To understand Ani DiFranco’s work as it stands now, it helps to know where she lives. The wandering feminist folkie veteran (we can call her that now, right?) has made her home in New Orleans over the past decade or so, and it’s fueled her well-known and well-worn political agita. With all that’s happened to that city of musical treasures, how could it not, right? It contributes to her ability to find the touching human vulnerability behind glib political sloganeering. Slogans like, say, “We are the 99%.”
Somewhat contrary to that Occupy sentiment, Which Side Are You On? contains far more singularity (of voice, vision and loneliness) than community, though it certainly longs for and sticks up for it. The record’s first track, “Life Boat,” may be its best and most singular. It sounds incredibly alone. It’s New Orleans–inspired to its core, particularly in its wonderful lyrics, which conjure biblical floods and Hurricane Katrina (“The cacophony of city lights/ Is drowning out the stars”; “This park bench is a lifeboat”) and the everyday human condition of living in a city with what’s essentially posttraumatic stress.
The persona narrative of “Life Boat” is told through the eyes of a woman living on the streets. “I’ve got this tired old face/ Still grinning most of the time,” DiFranco sings in her character’s voice. “Just ’cause it don’t have a better way/ To express what’s on its mind.” But DiFranco could just as easily be singing in the voice of New Orleans, where insistent life surges up, just under the surface of the water, refusing to drown under life’s deluge of problems. “Life Boat” ‘s watery groove, fuzzy guitar and chattering background sounds grab your attention before even a word is spoken on Which Side Are You On? It’s exactly what a leadoff track should do.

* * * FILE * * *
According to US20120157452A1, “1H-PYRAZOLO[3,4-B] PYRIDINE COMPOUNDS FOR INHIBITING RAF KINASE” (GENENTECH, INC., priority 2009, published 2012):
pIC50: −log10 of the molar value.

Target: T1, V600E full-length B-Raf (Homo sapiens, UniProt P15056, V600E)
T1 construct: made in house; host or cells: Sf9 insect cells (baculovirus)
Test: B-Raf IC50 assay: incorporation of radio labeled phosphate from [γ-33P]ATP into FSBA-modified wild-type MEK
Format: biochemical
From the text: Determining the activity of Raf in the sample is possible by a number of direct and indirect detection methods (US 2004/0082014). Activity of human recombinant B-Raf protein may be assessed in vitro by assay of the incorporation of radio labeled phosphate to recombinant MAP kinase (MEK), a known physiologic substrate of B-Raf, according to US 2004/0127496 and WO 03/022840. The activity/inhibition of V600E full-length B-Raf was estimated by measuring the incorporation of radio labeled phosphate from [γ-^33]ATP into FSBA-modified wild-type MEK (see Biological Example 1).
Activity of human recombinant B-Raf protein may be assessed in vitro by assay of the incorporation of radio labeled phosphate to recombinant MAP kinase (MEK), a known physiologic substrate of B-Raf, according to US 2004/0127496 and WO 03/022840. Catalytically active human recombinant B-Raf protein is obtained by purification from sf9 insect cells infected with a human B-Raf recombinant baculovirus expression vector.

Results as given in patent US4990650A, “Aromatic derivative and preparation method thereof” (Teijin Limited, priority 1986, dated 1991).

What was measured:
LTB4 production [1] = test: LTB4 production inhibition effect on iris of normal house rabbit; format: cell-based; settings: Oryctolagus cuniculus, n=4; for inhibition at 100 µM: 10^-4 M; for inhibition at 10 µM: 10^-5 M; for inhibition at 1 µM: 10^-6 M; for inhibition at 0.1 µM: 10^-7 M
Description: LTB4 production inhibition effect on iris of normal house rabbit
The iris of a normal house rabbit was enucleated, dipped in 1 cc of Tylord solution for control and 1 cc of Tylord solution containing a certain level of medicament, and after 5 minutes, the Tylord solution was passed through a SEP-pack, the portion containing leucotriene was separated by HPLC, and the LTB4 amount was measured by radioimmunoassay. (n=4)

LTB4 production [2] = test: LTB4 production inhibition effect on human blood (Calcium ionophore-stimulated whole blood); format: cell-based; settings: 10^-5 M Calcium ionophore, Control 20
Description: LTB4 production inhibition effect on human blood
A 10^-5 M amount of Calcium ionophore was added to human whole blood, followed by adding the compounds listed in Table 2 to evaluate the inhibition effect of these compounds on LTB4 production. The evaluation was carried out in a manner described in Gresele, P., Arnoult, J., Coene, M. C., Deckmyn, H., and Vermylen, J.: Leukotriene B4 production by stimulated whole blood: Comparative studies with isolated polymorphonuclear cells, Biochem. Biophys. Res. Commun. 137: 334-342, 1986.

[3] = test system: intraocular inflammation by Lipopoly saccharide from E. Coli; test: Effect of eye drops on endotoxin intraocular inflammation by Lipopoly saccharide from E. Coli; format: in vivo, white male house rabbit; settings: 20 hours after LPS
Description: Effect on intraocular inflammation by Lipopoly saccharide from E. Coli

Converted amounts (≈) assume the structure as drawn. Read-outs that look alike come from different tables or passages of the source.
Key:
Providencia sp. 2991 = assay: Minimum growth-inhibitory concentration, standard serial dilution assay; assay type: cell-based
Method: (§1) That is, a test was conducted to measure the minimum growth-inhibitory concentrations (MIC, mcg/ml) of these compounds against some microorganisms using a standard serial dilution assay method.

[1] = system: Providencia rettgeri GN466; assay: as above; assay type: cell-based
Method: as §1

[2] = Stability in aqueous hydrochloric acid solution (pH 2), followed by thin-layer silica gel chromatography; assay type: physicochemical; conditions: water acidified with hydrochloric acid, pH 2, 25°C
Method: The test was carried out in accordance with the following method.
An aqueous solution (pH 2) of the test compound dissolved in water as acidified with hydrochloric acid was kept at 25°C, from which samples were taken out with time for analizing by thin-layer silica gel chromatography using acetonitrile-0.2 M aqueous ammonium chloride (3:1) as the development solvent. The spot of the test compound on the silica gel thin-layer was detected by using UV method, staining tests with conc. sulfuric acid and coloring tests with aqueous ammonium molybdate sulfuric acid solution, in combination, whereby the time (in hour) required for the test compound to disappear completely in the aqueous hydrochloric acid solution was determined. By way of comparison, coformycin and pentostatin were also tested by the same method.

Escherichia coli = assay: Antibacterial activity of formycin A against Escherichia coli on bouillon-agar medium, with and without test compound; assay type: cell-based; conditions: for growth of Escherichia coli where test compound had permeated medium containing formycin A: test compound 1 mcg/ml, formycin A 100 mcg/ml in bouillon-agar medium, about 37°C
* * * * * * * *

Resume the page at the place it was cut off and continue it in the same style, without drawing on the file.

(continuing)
If “Life Boat” brings the specter of water, then DiFranco’s adaptation of the Pete Seeger (O.K., Florence Reece) song “Which Side Are You On?” throws fire. DiFranco retools the tune from pro-labor protest song to a broader inventory of the surging leftist politics of today, evoking the cause, or at least the spirit, of the Occupy movement. The rework could be a marching song for the movement, though it probably won’t be. But it’s sure rousing enough. No one can ever fault DiFranco for apathy or lack of passion. It makes you want to pump a sign in the air, even if you’re not at all political.
“They stole a few elections/ Still we the people won/ We voted out corruption and/ Big corporations,” she sings on the title track in march-friendly meter over martial drums. “We voted for an end to war/ New direction/ We ain’t gonna stop now/ Until our job is done.” That kind of rabble rousing can be alienating to the apolitical, but it’s her deeper statements, often uncertain missives or questions, that make a deeper emotional impact on far more listeners. “America, who are we?/ Now our innocence is gone.”
Still, it’s more than a little heavy-handed of DiFranco to make artistic hay out of last year’s blossoming Occupy movement, which, intended or not, is what Which Side Are You On? feels like. But that’s her thing, right? Sadly, so is the swing-jazzy “Promiscuity,” a contemplation of monogamy. (Spoiler alert: DiFranco doesn’t like it.) It doesn’t help that the song’s lack of up-tempo energy kills any momentum the record may have had from its title track and the excellent “Splinter,” which has a slinky, bossa nova groove with those watery sounds again that evoke some of the acoustic shuffle on her excellent 2003 record Evolve.
Despite the record’s ups and downs, it’s hard to deny DiFranco’s vision and passion for her craft. Her populist flair has always belied her singular creative vision. She’s the unquestioned dominant force in her music. She holds all the cards. In terms of creative (and business) cachet, she is the 1%.
Hell, the owner of Righteous Babe Records has earned it. She’s turned the label and her music into quite the cottage industry over 20-plus years. And DiFranco’s never sounded more at peace with love (“Hearse,” a Zen-like profession of her love in the face of her death) or her life. “If you’re not getting happier as you get older, then you’re f—in’ up,” she brags with swag behind a dirty-brass New Orleans funk groove on “If Yr Not.” You go, girl. You get an A+ for heart alone.
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